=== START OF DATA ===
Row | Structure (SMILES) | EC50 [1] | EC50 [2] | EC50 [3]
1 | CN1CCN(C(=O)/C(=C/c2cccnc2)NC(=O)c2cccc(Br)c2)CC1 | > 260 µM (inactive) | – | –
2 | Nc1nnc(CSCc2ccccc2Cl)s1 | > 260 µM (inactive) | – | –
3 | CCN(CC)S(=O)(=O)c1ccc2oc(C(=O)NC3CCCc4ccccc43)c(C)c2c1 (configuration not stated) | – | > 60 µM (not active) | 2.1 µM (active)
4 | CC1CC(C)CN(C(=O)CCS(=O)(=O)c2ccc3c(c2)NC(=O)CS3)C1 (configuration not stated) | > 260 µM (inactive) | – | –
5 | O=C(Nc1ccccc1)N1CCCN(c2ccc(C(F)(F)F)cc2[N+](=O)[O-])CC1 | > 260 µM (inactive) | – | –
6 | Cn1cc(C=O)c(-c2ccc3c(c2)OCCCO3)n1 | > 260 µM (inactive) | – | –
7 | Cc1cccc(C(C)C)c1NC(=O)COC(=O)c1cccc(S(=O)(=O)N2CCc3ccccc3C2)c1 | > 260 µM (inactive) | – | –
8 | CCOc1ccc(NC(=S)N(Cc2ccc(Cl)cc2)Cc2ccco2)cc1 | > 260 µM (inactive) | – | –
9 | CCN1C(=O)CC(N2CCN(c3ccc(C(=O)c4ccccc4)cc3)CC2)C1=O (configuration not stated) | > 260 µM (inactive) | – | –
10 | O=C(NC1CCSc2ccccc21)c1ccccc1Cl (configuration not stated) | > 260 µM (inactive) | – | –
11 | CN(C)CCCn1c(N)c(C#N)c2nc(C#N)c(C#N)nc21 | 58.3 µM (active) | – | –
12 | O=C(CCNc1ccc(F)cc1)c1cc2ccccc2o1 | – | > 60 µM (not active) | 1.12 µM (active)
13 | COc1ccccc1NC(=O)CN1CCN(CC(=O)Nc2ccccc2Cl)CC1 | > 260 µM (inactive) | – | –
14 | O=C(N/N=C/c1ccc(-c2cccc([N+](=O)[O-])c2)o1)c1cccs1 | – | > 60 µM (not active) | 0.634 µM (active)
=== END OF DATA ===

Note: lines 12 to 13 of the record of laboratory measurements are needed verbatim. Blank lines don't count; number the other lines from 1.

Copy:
11 | CN(C)CCCn1c(N)c(C#N)c2nc(C#N)c(C#N)nc21 | 58.3 µM (active) | – | –
12 | O=C(CCNc1ccc(F)cc1)c1cc2ccccc2o1 | – | > 60 µM (not active) | 1.12 µM (active)